Turkey

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"East is east and west is west, and never the twain shall meet." This goes the traditional saying, but in Turkey you will find the East and West to meet. Turkey with a population of 75 million and an area of 783,0000square km, is at once a bridge between Europe and Asia, and a colorful and distinctive culture in its own right.

History. The country’s history reaches back to the beginnings of civilization, but the Republic of Turkey that the traveller sees today dates from 1923, when the visionary leader Kemal Atat?rk decided that his country’s best chance of future stability and prosperity lays in modernization, preserving the best traditions of imperial past, while looking increasingly towards the industrialized west as a model of development. His programs of reform included the secularization of government, the emancipation of women, the replacement of the Arabic script with a Latinized alphabet, and so on.

Turkey nowadays. Turkey is rapidly increasing in popularity as a holiday destination. The growth of tourism over past few years has been phenomenal. What is it that is making Turkey so popular? The attractions are many. The climate of the coast is typically Mediterranean, with hot, sunny summers, and warm, clean water that make the area a water sports paradise. The beaches are always clean and exceptional. The major resorts are sophisticated and cosmopolitan - in places like Bodrum and Marmaris you can sub shoulders with the jet set and dance the night in Western style night clubs - and yet, only a few miles away you can find villages with the way of life that is typically Turkish, where the day begins at dawn with the muezzin’s call to prayer.

Food. Speaking of Turkish food, it is simply delicious. Forget the "Turkish" kebabs you may have tasted back home; these offerings cannot compare with the real thing, freshly grilled over charcoal and served with tomato sauce, browned butter, yogurt and a glass of ayran. And kebabs are only one delectable dish amongmany: Turkish cuisine is rated highly by gourmets.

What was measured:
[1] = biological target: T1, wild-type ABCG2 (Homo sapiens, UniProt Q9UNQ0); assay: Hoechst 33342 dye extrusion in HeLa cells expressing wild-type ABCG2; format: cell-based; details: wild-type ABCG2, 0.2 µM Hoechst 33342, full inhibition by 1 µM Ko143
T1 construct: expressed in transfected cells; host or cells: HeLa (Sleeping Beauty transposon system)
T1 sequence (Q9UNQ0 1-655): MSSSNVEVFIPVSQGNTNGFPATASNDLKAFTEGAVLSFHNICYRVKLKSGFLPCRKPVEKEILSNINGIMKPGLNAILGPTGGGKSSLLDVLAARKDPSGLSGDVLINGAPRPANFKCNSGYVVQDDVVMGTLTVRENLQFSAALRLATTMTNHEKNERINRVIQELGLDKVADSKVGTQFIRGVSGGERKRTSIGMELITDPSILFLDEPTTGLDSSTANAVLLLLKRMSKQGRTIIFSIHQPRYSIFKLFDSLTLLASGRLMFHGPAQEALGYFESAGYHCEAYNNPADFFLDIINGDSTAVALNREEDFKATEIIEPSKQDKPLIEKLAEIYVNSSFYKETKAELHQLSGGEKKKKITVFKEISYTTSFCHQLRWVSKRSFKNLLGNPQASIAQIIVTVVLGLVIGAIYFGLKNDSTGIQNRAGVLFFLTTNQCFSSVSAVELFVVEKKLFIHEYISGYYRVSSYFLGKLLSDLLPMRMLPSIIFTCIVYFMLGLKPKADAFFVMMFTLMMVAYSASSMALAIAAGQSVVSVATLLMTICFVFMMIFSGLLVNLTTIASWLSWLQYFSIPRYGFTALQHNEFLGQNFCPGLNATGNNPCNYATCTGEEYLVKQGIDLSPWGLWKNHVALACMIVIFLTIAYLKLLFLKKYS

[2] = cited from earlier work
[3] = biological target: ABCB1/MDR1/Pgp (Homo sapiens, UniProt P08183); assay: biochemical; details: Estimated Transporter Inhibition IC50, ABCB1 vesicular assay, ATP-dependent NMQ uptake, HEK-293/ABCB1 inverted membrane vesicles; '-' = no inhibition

Tips. Restaurant and hotel bills usually include a service charge, but it is customary to tip the waiter around 5%. Tipping taxi drivers is not customary, but it is usual to round up the fare. In a Turkish bath it is normal to tip about 30% between the various members of stuff. But if someone refuses a tip - don’t force on them, as this might offend.

Native people. But Turkey’s greatest asset is its people of course. The Turks are open, friendly and remarkably hospitable. They are proud of their country, and welcome visitors who take an interest in it. Although 99% of the population is Muslim, with an outlook very different from the one western people have got used to, natives are very tolerant and understanding to western ways. Most of the people you will meet in hotels, restaurants and shops will be able to speak at least some English; in the countryside English speakers are fewer in number, but you can easily get by with smiles and sign language.

Traveling. Companies offer priced package holidays to the resorts on Turkey’s Aegean and Mediterranean coasts. Travellers interested in sightseeing would do well to consider a "fly-drive" package; a car gives you freedom to explore away from the beaten track, and is the ideal way to get the most out of the trip. For those who want something a little different, there is the famous "Blue Voyage": one or two weeks spent aboard a skippered Turkish yacht, cruising the stunningly beautiful coastline between Bodrum and Antalya. For the independent traveller too, Turkey makes an attractive destination. Getting around the public transport is easy and cheap.

Rent a car. As it was already said driving a car is an excellent way of seeing more of the region. There are rental agencies in all main towns. Driving is on the right side, seat belts are compulsory and speed limits are 50 kph in built-up areas, 90 kph elsewhere. The blood alcohol limit for driving is zero. Regulations and road signs are similar to the rest of Europe. Some important Turkish words you will see on road signs: yavaz - slow; dur - stop; dikkat - caution; centrum or sehirmerkezi - town centre. Main roads are generally in good condition, and driving is quite pleasant outside cities and large towns.

Accomodation. Accommodation ranges from cheap family-run pensions which can be found just about anywhere, to top-class luxury hotels, confined to major cities like Izmir and Antalya. Most of the accommodation in the region is in pensions (Pansiyon in Turkish), self-catering apartments and middle-range hotels. The best approach is simply to choose a hotel or pension that catches your eye, and ask to see the room before you decide.

Turkey is a large country - from Istanbul to Mediterranean coast is around 1000 km - and in the space of two weeks the traveller can expect to see only a small part of it. But it is such a beautiful and enjoyable county that you will probably want to return again and again. Do so; after a few visits you will probably come to love the place as much as the Turks do themselves.

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